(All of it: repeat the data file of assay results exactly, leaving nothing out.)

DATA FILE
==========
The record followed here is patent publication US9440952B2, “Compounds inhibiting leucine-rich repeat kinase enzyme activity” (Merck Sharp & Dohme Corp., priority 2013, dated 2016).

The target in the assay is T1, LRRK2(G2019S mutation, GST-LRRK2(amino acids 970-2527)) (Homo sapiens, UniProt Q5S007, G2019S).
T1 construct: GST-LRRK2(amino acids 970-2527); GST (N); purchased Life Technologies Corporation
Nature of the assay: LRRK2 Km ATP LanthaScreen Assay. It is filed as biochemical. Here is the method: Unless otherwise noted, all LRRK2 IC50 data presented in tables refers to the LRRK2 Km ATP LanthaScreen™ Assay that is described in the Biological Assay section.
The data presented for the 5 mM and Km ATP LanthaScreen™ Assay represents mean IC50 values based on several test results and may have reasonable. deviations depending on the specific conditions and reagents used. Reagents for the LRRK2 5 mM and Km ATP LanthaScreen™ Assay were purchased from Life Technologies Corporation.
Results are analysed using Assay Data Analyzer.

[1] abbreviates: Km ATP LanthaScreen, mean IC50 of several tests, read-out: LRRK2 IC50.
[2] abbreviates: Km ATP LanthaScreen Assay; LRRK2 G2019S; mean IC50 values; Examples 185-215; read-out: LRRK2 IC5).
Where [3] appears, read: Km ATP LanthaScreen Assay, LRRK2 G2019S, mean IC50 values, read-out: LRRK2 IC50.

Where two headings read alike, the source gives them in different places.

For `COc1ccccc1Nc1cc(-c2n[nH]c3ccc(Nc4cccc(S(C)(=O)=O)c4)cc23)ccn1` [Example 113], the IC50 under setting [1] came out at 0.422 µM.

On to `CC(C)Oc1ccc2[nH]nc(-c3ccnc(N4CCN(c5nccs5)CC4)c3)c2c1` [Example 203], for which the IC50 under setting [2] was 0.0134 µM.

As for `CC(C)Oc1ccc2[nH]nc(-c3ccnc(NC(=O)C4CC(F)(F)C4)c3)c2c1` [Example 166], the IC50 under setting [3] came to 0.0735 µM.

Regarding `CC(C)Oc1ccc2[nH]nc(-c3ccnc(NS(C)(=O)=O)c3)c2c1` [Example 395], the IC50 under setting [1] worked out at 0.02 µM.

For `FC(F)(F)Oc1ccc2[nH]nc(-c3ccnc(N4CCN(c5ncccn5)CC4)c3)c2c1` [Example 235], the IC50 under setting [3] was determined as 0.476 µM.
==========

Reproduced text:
The record followed here is patent publication US9440952B2, “Compounds inhibiting leucine-rich repeat kinase enzyme activity” (Merck Sharp & Dohme Corp., priority 2013, dated 2016).

The target in the assay is T1, LRRK2(G2019S mutation, GST-LRRK2(amino acids 970-2527)) (Homo sapiens, UniProt Q5S007, G2019S).
T1 construct: GST-LRRK2(amino acids 970-2527); GST (N); purchased Life Technologies Corporation
Nature of the assay: LRRK2 Km ATP LanthaScreen Assay. It is filed as biochemical. Here is the method: Unless otherwise noted, all LRRK2 IC50 data presented in tables refers to the LRRK2 Km ATP LanthaScreen™ Assay that is described in the Biological Assay section.
The data presented for the 5 mM and Km ATP LanthaScreen™ Assay represents mean IC50 values based on several test results and may have reasonable. deviations depending on the specific conditions and reagents used. Reagents for the LRRK2 5 mM and Km ATP LanthaScreen™ Assay were purchased from Life Technologies Corporation.
Results are analysed using Assay Data Analyzer.

[1] abbreviates: Km ATP LanthaScreen, mean IC50 of several tests, read-out: LRRK2 IC50.
[2] abbreviates: Km ATP LanthaScreen Assay; LRRK2 G2019S; mean IC50 values; Examples 185-215; read-out: LRRK2 IC5).
Where [3] appears, read: Km ATP LanthaScreen Assay, LRRK2 G2019S, mean IC50 values, read-out: LRRK2 IC50.

Where two headings read alike, the source gives them in different places.

For `COc1ccccc1Nc1cc(-c2n[nH]c3ccc(Nc4cccc(S(C)(=O)=O)c4)cc23)ccn1` [Example 113], the IC50 under setting [1] came out at 0.422 µM.

On to `CC(C)Oc1ccc2[nH]nc(-c3ccnc(N4CCN(c5nccs5)CC4)c3)c2c1` [Example 203], for which the IC50 under setting [2] was 0.0134 µM.

As for `CC(C)Oc1ccc2[nH]nc(-c3ccnc(NC(=O)C4CC(F)(F)C4)c3)c2c1` [Example 166], the IC50 under setting [3] came to 0.0735 µM.

Regarding `CC(C)Oc1ccc2[nH]nc(-c3ccnc(NS(C)(=O)=O)c3)c2c1` [Example 395], the IC50 under setting [1] worked out at 0.02 µM.

For `FC(F)(F)Oc1ccc2[nH]nc(-c3ccnc(N4CCN(c5ncccn5)CC4)c3)c2c1` [Example 235], the IC50 under setting [3] was determined as 0.476 µM.